The Lyco Lowdown: An Insider's View of Life at Lycoming

Studying Abroad at Estudio Sampere in Madrid, Spain

Posted by Julia Suchanek on Dec 6, 2016 10:00:00 AM
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Studying abroad anywhere in the world is an amazing experience. You get to live in a new country while studying at the same time. I decided to come to Madrid in Spain because I wanted to further my education in Spanish and I wanted to live in a city atmosphere (an added bonus: I got to come with my friend Kaitlyn). Luckily for Spanish students who want to study abroad, the Spanish department at Lycoming College has a good relationship with a school called Estudio Sampere. The best thing about Sampere is that they have multiple schools in Spain, Ecuador, and Cuba, so Spanish students have a wide range of possibilities. After 14 weeks of studying abroad in Spain, I can see why Lycoming decided to partner with Estudio Sampere because the schools do have a lot of similarities along with some differences.

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Estudio Sampere is a really interesting school to study at because the student body is very diverse. First, many of the students are from different parts of the world as well, such as Germany, Sweden, Belgium, France, Madagascar, and many more. Having multiple people from all around the world in one class is amazing because this allows the students to share their cultures. Second, there is a wide age range within the students. I have met people between the ages of 18 and 60 from all different places in their lives. Some have jobs, some have kids, some just moved to Spain, and so on. Third, it’s very inspiring to know that a majority of these students are not here to receive credits for a university, but they’re there to focus and learn the language of Spanish. Having that kind of atmosphere inspires others, like myself, to put in effort and enjoy the language as much as they do.

The biggest difference between Estudio Sampere and Lycoming College would have to be the scheduling of classes. For example, I am not taking four classes at the same time, like a normal college student would at Lycoming. Instead, to receive 16 credits, my schedule is based on how many hours I attend class. This means that every week I am required to have 24 hours of class time, and that includes going to classes, extra activities, and day trips. For starters, I attend class for three hours a day either in the morning or the afternoon (depending on the schedule for that week). If I have my regular classes in the morning I will go to class starting at 9am to 10:30 and 11am to 12:30pm. This allows the students to have a half an hour break in-between classes to get a coffee or eat some breakfast if they need! The schedule difference is also structured around the culture of Spain and that they eat at different times. Lunch is from 1-3, so we have a break time for the afternoon classes too.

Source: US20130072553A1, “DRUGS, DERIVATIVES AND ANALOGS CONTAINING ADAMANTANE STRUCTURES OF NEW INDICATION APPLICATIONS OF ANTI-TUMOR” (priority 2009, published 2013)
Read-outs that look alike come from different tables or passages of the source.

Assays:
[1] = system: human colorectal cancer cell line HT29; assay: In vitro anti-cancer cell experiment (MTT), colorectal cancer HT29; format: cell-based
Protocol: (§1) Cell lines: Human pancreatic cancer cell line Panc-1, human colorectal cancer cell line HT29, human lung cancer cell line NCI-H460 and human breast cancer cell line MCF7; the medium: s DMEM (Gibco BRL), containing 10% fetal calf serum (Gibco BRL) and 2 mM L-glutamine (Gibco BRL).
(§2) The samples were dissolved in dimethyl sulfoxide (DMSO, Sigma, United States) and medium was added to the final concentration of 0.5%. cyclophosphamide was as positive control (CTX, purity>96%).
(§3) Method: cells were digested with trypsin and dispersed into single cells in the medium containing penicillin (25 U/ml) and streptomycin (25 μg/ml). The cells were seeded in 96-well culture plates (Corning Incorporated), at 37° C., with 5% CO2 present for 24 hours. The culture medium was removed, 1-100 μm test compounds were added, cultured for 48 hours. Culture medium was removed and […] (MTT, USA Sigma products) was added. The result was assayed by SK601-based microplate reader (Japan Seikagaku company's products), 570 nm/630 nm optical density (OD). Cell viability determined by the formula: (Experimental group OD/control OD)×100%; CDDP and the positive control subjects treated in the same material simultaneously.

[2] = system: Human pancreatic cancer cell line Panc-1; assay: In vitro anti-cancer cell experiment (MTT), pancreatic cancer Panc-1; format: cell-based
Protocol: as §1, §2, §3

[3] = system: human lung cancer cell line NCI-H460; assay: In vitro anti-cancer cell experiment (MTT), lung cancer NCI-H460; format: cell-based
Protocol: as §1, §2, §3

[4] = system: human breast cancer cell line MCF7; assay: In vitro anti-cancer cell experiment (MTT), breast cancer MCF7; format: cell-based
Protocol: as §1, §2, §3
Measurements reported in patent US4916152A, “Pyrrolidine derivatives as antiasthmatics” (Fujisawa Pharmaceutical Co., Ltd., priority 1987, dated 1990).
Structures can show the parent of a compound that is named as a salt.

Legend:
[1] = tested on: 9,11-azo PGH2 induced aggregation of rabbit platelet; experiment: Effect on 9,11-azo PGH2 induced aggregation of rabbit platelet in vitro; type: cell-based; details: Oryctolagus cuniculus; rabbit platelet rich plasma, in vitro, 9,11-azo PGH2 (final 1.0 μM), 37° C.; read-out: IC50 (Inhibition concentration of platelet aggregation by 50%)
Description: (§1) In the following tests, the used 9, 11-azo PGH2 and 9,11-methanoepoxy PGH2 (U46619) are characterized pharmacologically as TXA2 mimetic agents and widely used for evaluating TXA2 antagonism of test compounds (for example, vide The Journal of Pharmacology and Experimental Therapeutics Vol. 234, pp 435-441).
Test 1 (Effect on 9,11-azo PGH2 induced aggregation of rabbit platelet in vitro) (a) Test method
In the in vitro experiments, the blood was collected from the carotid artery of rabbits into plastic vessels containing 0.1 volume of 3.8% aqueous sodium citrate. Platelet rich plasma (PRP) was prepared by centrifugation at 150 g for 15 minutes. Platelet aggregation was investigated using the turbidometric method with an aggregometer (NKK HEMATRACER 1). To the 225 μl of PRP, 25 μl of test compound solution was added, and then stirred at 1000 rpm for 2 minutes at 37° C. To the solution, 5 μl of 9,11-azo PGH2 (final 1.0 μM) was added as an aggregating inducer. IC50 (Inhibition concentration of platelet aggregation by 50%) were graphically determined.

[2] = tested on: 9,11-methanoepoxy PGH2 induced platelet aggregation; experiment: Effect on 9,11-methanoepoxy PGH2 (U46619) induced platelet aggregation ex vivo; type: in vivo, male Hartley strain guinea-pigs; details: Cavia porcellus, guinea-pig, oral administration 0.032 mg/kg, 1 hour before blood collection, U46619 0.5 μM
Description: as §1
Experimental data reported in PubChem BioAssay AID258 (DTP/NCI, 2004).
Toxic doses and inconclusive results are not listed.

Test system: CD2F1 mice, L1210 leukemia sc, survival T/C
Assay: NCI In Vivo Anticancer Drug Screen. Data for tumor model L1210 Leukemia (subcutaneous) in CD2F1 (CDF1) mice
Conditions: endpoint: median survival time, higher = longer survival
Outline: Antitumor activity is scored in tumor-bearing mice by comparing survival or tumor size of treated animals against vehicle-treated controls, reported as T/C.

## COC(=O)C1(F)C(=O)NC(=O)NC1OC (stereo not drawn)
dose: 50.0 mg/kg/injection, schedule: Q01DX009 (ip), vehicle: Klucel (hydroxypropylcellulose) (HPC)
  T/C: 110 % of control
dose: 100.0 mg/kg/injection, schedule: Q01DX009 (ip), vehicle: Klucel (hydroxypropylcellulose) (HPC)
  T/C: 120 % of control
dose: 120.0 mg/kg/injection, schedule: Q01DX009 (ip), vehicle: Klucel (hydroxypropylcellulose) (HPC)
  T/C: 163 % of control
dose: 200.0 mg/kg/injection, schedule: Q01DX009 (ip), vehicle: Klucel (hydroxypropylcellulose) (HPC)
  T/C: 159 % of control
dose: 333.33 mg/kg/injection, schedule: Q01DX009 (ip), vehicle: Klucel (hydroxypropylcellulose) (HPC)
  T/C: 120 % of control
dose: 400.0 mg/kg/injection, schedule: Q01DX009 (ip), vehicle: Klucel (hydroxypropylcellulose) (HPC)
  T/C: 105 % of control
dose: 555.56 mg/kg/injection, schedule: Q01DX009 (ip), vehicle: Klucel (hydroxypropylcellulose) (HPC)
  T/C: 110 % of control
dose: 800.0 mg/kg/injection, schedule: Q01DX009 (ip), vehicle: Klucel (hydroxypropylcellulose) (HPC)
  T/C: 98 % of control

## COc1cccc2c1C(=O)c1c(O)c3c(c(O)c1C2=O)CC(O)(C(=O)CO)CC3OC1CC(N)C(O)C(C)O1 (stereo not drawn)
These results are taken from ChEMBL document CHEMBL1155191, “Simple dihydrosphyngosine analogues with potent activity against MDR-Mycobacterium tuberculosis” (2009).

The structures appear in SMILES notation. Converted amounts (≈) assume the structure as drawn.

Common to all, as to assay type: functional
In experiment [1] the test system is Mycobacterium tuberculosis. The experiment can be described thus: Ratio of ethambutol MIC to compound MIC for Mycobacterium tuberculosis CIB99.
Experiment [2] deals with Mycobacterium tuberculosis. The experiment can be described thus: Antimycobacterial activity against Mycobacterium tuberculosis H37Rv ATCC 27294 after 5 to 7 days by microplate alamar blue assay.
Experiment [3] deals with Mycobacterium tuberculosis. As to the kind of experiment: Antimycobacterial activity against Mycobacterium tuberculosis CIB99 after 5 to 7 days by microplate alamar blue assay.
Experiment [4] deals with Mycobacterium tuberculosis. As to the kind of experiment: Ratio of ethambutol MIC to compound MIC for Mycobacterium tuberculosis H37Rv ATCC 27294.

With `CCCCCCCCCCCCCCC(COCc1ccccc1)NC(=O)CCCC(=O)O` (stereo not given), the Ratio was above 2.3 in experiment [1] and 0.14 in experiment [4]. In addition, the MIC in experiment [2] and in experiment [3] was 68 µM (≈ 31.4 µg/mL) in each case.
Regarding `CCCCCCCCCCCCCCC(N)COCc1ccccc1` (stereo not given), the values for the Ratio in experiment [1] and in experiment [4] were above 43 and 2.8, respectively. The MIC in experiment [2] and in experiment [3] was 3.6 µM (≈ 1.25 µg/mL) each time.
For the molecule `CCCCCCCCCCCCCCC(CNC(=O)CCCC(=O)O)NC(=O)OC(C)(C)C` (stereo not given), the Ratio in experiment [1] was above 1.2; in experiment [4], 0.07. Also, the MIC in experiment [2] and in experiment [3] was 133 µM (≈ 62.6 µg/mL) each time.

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While the class schedule might be different, the class structures are very similar to Lycoming’s Spanish classes. Our classes at Sampere are based on conversations, just like at Lycoming. For example, one time in class we watched a movie called “El Laberinto del Fauno” which is a movie that is considered a fantasy movie but also takes place during the Spanish civil war. You might be wondering why would we ever watch a fantasy movie, but the truth is that it is to learn new vocabulary. It’s just like in class at Lycoming when we have to talk about a random subject, such as recycling. It’s all to learn new vocab and phrases while also expanding your knowledge about culture or things in our daily lives.

After that I attend two Clase Tematicas a week, which are extra classes on different topics revolving around Spanish culture or grammar such as a class on Miguel Cervantes or La Guerra Civil Espanola. These classes are always at 12:45 in the afternoon, so no matter if your class schedule is in the morning or afternoon you can still attend. During the week we also go with the school on trips in the late evenings such as going to a museum (such as la Reina Sofia), a flamenco dancing show or out for drinks at a bar or a mercado. Going to a mercado (market) with your classmates and professors is always fun because at mercados there are different stations with authentic foods, where you can try any kind of Spanish tapa (like pulpo, aka: octopus!).

Then, to add even more hours, we take a day trip every other weekend to a city close to Madrid. Through Sampere, I have visited Segovia, Toledo, and Ávila. They have also taken us to Palacio Real and El Escorial. The school trips are not every weekend, which allows Estudio Sampere’s students to travel on the off-weekends if they want! The weekends I don’t have school trips I have visited Valencia and Barcelona in Spain, and then Paris, Morocco and London. That’s Estudio Sampere wants their students to explore Europe and North Africa as much as they can! They’ve helped me multiple times to find a bus to a certain location and they have printed out my plane tickets.

All in all, Estudio Sampere has been a blessing to my education. While at Sampere I have experienced a lot of places within and around Madrid while studying. I’ve also been given the opportunity to travel all around Europe and North Africa! I get to come home this semester not only better at Spanish but also more cultivated as a person. Thanks Lycoming College for introducing me to Estudio Sampere!

Want to learn more about the study abroad programs at Lycoming College? Come to campus and ask a student for yourself!

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Topics: Study Abroad, Liberal Arts Education

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